Sheesh, Bob isn't skeptical enough for you? :p

I am loving this diavlogue, about 2/3 in. Possibly my favorite diavlogue. I am also a daily facebook user, and I am guessing that enjoying this diavlogue may not be entirely contingent upon using facebook, but enjoyment of the diavlogue is positively correlated to facebook usage.

nikkibong 10-05-2010 05:16 PM

Re: The Social Diavlog (Robert Wright & David Kirkpatrick)
 
Quote:

Originally Posted by Don Zeko (Post 181871)
I'm not a holdout, but I'm pretty skeptical of the claims that are routinely made about the world-historical significance of social media.

yes. it seems to me that, (to mention something that i personally care about a lot), affordable and safe air travel has a done a great deal more to foster connections and cross-cultural pollination than social networking. easy air travel is something that has truly changed the way the world works - and manifestly for the better, IMO.

as to facebook in particular: isn't it simply an amalgam of services that already existed elsewhere on the internet? i.e.: email and photo sharing. thus, whats the BFD?

JonIrenicus 10-05-2010 05:32 PM

David = facebook PR counsel?
 
Many times David sounded more like facebooks/zuckerbergs lawyer than a detached observer. Though I guess that type of take may be par for the course to maintain and get access to facebook heads in the first place.


His main hang up seems to stem from an inability to focus on any negative mutually exclusive (or non mutually exclusive... someone figure it out by the context, my head hurts) aspects of facebook or its founders. Every time Bob tried to point out something very basic about the story told, in this case the "bad pool" of leading the winkelvie on to thinking zuckerberg was working on their project, David deflects attention away from the dishonest acts.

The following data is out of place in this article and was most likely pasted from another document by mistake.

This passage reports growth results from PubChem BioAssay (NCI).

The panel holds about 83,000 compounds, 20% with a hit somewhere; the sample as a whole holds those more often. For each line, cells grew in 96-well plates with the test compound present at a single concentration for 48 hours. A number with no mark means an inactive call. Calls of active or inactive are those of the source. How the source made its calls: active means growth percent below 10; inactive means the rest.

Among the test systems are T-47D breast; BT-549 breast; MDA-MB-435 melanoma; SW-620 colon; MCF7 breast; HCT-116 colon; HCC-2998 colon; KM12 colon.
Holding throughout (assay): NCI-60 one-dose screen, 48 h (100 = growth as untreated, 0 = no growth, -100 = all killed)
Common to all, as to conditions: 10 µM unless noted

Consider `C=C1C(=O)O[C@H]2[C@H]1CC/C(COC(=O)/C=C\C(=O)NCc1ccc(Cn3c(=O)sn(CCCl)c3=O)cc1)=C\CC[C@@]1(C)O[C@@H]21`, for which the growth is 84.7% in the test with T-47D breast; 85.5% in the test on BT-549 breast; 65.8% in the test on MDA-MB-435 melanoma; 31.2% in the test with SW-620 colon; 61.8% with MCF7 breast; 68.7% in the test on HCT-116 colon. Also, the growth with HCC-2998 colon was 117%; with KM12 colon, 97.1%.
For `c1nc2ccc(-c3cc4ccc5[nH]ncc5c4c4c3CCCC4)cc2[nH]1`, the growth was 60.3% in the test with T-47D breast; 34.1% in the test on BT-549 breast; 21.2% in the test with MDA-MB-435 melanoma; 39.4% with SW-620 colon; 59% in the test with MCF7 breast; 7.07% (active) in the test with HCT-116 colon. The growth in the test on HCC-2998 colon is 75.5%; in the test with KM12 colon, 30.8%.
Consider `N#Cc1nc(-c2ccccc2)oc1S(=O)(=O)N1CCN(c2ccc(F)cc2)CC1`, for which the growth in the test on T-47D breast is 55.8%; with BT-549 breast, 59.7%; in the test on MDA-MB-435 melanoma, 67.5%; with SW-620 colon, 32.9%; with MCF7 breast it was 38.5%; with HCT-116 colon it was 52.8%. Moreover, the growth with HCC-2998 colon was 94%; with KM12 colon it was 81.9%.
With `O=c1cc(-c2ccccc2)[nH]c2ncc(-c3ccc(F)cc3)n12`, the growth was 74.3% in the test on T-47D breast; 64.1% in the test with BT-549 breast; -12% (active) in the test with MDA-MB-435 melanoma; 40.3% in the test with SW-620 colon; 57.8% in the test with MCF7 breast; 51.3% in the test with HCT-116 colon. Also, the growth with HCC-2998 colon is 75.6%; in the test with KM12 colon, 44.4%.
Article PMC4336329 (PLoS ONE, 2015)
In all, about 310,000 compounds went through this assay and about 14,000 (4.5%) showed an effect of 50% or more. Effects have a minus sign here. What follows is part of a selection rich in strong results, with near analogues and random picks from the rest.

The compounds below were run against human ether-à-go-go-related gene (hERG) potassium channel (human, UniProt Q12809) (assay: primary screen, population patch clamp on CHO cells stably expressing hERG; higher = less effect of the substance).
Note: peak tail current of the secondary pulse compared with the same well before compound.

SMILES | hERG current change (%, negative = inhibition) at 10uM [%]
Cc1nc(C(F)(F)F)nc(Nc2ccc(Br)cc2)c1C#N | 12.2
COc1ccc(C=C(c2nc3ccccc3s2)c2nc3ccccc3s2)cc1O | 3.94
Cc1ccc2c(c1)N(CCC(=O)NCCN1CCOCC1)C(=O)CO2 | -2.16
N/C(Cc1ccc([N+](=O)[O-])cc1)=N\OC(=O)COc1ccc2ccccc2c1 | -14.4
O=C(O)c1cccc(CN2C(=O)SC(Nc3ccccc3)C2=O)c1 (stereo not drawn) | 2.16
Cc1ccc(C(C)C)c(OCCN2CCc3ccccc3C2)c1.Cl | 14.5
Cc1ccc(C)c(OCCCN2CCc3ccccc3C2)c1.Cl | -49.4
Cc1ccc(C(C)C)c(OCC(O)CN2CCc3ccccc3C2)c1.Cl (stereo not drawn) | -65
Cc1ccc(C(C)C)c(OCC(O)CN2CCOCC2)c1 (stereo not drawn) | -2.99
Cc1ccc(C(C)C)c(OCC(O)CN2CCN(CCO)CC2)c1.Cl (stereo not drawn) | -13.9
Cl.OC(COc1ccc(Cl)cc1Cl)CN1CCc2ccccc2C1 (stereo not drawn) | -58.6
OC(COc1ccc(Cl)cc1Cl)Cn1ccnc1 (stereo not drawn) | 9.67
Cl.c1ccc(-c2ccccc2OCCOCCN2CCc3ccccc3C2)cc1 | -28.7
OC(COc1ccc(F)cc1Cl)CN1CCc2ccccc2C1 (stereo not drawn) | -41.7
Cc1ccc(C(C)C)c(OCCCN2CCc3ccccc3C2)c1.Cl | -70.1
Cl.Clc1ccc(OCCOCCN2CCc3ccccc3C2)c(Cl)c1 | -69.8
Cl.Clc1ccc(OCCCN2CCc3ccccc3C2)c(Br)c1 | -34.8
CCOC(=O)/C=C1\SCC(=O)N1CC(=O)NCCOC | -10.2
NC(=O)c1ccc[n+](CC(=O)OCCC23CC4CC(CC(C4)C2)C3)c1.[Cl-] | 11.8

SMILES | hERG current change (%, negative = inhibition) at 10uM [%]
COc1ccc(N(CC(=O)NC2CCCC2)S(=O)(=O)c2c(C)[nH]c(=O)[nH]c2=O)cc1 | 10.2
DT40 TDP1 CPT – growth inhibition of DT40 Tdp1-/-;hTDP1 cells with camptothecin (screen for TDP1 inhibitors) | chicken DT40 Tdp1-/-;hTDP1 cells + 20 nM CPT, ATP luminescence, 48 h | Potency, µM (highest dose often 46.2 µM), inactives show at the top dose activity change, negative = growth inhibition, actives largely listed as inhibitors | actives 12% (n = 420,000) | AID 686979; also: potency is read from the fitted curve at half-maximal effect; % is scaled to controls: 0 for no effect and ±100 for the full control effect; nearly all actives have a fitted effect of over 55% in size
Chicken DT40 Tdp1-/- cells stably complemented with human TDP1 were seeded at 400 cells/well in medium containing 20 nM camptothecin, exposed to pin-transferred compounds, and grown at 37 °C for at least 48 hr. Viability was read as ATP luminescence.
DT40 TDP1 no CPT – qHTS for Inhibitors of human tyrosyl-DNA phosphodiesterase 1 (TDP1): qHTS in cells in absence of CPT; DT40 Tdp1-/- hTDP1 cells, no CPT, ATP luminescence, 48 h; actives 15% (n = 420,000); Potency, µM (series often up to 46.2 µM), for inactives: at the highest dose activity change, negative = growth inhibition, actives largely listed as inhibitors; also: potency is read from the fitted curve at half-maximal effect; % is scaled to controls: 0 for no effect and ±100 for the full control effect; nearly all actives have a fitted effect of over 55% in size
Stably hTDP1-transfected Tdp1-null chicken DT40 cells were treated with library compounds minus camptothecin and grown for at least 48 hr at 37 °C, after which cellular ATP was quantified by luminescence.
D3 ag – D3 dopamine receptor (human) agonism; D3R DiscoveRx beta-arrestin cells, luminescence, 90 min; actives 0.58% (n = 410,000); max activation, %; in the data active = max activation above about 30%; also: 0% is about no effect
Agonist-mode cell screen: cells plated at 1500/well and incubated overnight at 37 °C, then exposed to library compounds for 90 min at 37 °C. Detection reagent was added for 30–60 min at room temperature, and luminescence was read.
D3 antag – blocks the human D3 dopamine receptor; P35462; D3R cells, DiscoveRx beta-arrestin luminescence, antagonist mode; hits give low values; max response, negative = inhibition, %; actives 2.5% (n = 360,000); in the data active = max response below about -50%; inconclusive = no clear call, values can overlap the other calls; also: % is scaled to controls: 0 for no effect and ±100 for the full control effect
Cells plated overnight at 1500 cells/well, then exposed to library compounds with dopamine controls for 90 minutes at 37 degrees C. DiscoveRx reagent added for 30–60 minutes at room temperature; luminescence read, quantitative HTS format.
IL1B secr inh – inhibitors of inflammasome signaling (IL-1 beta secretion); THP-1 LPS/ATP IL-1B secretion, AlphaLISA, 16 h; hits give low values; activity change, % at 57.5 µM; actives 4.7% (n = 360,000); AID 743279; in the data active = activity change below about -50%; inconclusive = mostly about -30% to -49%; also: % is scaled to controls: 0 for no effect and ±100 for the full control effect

http://bloggingheads.tv/diavlogs/313...6:58&out=24:07


David instead launches into how facebook is entirely different than what the twins had in mind, that it was not the same thing, ALL TRUE David, just don't use that to ignore the rotten aspects of the story.

You don't need to white wash the history, just because some of the process of sausage making is disgusting does not discount the final product. Davids approach shows an insecurity, that if any aspects of the history of the facebook story are underhanded and unfair, it affects the rest of the story.

NO !!!!!!

And the reason it does not David, is because some of us out here can compartmentalize. Leading on the twins on was a shit move, diluting Eduardos shares as far as they were was a shit move, AND zuckerberg was still the driving force behind facebooks success, and NO the twins should not get to take credit for the success of facebook as if it was stolen and their idea.

The full history is not a white washed one, almost nothing is. It does not mean the end product is not a great thing, or that we think lowly of the founders because not everything they ever did was perfect or fair or just. Not for our own US history, or the history of facebook.



As an aside, Bob committed a MAJOR infraction by teasing a discussion of Eduardo Saverin, then forgetting about it entirely. Aryeh (sp) Bob gets a wrist slap in whatever court.

themightypuck 10-05-2010 05:37 PM

Re: The Social Diavlog (Robert Wright & David Kirkpatrick)
 
I found Bob too skeptical. He has a strange notion of the idea of a visionary. I could buy into it if he went all the way and said the notion of a visionary or a genius is bunk but he doesn't. He thinks Jobs is one and Gates is not one which to me just sounds silly. I almost got the sense that Bob was annoyed at the way Zuckerberg did what he did. He seemed focused for some part of the diavlog on Z stealing other people's ideas as if that is actually possible. No one makes it really big without being at least a little ruthless. Bob's problem almost seems to be about Capitalism in general where someone like Zuckerberg, who clearly stands on the shoulders of giants, wins big in a winner take all game.

JonIrenicus 10-05-2010 05:44 PM

Re: The Social Diavlog (Robert Wright & David Kirkpatrick)
 
Quote:

Originally Posted by operative (Post 181872)
I think you're right. I think that leads him to be a bit too defensive of Mark Zuckerberg, though I do agree much more with him than Bob on the topic of whether Zuckerberg is a visionary or merely an opportunist.